Our founding fathers lived in a time when entire armies and fleets could vanish overnight. Many historians believe that General Washington's finest military operation was his undetected withdrawal of the American army and all of its supplies across the East River to Manhattan after defeat in Brooklyn Heights in the summer of 1776. The entire Continental Army disappeared from its camp on Long Island and appeared the next day without notice of a watchful enemy. Ships, once at sea, may never be seen again. Many ships in Colonial times, like the HMS Heureux, the USS Insurgent and the USS Saratoga vanished once they left the safety of port. For example, the USS Pickering left Newcastle, Delaware on August 20, 1800 and never arrived at her destination of Guadeloupe; she is thought to be lost in a storm with all hands. No one knows for certain where she disappeared or what might have happened to her. This was not a world where privacy of location could be questioned. Anyone who chose to act privately or anonymously need only slip into the dark night. How could the U.S. founding fathers, living in such a world of mystery and anonymity, ever conceive that a government would track its citizens from satellites orbiting earth, triangulated airborne cellular signals or multiple coordinated computerized cameras? Why would they have thought to protect personal dignity and security from inconceivable technological advancement?

Today's world brings an entirely different circumstance to those wishing privacy or anonymity. The United States is considerably more crowded, with eighty one percent of Americans living in cities. In addition, unlike the world of our founders, today's United States is mapped and known. Every point where you could walk or climb in this nation is charted and assigned with a latitude and longitude, which global positions are then understood in the context of the nearest landmarks, roads, cities, shorelines or government installations. Current technology has also changed privacy calculations. Since 1996, when President Clinton declared the Global Positioning System to be a duel-use system to be shared between military and civilian purposes, the world has become a smaller place. As the internet allowed mass customization of advertising, GPS applications have created mass-customization of location identification. We drive GPS-enabled cars and carry GPS-enabled phones and other tools. We tag our pets with location devices and strap GPS beacons to our children. Our products have RFID tags that can follow us home from the store, broadcasting location and other information.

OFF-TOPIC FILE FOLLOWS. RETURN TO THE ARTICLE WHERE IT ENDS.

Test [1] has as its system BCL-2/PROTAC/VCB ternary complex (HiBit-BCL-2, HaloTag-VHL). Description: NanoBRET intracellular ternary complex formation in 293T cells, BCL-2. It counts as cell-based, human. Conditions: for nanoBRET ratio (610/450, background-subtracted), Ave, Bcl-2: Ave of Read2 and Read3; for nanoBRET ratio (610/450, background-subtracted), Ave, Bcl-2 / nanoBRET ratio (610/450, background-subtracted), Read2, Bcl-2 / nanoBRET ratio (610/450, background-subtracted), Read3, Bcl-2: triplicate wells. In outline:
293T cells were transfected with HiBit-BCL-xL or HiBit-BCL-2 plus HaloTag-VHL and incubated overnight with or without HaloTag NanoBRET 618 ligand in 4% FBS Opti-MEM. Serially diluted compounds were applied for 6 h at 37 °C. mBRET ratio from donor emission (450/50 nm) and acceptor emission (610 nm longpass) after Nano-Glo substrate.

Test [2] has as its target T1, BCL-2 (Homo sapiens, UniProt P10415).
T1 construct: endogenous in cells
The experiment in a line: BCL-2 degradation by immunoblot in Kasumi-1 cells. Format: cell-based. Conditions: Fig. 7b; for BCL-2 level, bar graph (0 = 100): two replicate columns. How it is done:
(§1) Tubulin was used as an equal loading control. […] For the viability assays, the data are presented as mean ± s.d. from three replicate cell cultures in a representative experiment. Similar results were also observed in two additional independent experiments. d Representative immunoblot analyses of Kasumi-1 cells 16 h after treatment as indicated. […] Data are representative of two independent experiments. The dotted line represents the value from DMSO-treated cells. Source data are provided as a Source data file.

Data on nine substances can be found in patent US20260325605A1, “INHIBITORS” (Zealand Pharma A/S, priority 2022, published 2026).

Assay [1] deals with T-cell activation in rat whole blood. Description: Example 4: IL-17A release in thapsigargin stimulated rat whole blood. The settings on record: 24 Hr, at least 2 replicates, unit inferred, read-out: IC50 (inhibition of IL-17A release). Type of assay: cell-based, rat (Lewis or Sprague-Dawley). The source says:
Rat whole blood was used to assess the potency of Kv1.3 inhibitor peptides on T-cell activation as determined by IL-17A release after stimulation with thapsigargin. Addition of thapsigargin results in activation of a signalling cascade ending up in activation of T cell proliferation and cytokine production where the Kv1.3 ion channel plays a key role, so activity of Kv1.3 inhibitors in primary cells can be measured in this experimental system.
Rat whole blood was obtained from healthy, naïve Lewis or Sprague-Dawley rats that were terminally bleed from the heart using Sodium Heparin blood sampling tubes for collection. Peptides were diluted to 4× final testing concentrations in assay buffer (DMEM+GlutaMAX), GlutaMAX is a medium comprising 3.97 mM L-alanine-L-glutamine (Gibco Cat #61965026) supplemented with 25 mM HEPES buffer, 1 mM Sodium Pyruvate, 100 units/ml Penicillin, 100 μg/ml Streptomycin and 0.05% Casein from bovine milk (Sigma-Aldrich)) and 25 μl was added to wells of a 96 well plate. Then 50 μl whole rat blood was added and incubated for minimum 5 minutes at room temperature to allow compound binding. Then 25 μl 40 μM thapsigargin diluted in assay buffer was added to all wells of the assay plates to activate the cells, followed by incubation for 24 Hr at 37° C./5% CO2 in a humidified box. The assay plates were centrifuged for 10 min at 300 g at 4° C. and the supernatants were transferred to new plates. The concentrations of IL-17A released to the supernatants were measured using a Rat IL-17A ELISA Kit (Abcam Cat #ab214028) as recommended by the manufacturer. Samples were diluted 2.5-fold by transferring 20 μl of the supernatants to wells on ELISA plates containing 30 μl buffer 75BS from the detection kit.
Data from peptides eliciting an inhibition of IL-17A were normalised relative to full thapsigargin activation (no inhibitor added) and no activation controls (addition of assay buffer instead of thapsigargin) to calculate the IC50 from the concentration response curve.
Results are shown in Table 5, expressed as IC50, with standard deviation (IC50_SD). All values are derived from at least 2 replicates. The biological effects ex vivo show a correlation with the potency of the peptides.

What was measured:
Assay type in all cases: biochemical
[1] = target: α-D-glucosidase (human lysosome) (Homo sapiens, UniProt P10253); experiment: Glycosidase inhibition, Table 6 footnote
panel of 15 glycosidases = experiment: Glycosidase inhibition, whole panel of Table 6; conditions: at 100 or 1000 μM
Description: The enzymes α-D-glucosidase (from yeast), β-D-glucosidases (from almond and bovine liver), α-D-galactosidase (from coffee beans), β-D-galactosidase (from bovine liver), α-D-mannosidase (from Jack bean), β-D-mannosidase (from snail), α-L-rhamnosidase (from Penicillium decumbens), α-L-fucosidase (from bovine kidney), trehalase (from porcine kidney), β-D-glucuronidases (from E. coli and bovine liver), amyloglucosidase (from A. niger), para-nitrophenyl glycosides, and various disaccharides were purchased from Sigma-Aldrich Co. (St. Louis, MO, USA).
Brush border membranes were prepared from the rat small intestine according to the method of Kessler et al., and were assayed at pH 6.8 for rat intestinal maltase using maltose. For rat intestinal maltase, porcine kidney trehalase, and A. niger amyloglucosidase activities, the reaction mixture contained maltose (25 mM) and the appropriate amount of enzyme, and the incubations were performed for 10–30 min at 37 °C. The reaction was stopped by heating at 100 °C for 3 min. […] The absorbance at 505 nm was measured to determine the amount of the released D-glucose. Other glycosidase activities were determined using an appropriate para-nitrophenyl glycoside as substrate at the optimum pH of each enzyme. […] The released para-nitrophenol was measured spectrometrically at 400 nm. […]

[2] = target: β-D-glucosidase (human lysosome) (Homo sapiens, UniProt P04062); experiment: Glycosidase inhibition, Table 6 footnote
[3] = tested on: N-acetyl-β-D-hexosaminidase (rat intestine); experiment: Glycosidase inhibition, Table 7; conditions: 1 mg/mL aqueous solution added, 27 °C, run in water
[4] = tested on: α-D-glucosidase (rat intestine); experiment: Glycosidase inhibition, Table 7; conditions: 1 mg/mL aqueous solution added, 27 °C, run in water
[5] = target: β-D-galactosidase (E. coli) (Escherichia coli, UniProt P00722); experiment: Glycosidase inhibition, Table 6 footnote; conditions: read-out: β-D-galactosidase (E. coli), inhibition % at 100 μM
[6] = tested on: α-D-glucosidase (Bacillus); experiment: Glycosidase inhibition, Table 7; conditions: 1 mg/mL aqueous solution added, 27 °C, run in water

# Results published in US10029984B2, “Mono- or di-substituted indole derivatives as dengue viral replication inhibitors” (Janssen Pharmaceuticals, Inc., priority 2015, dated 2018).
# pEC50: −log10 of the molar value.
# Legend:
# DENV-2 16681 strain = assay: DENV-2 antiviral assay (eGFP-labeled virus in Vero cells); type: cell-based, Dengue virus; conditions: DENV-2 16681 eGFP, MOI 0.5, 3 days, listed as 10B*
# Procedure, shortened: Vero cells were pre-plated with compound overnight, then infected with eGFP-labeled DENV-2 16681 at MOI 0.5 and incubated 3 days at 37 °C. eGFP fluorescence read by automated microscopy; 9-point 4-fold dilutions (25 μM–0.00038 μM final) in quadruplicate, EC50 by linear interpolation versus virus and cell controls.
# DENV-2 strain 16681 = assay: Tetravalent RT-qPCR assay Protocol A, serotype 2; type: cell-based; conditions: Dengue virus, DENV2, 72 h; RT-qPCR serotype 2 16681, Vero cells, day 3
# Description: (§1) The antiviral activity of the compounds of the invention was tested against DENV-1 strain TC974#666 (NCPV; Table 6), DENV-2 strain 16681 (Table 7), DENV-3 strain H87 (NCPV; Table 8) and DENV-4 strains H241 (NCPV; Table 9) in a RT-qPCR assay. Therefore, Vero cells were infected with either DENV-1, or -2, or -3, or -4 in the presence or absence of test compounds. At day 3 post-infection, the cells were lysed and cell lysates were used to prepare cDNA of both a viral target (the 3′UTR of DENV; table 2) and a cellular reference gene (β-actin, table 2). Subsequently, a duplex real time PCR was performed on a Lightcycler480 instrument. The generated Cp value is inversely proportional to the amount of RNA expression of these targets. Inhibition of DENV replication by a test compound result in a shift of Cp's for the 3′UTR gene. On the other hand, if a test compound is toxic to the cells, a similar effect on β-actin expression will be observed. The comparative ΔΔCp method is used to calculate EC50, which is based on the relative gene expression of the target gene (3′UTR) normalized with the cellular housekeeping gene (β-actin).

When we add this GPS explosion to the current proliferation of stationary cameras - video captured at intersections, at ATMs and at businesses - we are caught in a society with all the tools to surveil everyone all the time. And each day brings total surveillance closer. First, the trend toward more monitoring and more subtle monitoring is increasing exponentially as the technology becomes cheaper and easier to use. For example, the owner of a new fast food restaurant can add nine cameras monitored over the internet for pennies per day. Adding location-aware applications and software can cost us nothing at the online App Store, and can be added and accessed from anywhere. Second, the digitization of pictures, the plummeting cost of computer storage, and the ability to run interpretive software on the video in real time makes surveillance cameras more useful and cost effective. Cameras following traffic or monitoring security are adding computer analysis of every frame. Biometric programs measuring a person's gate or...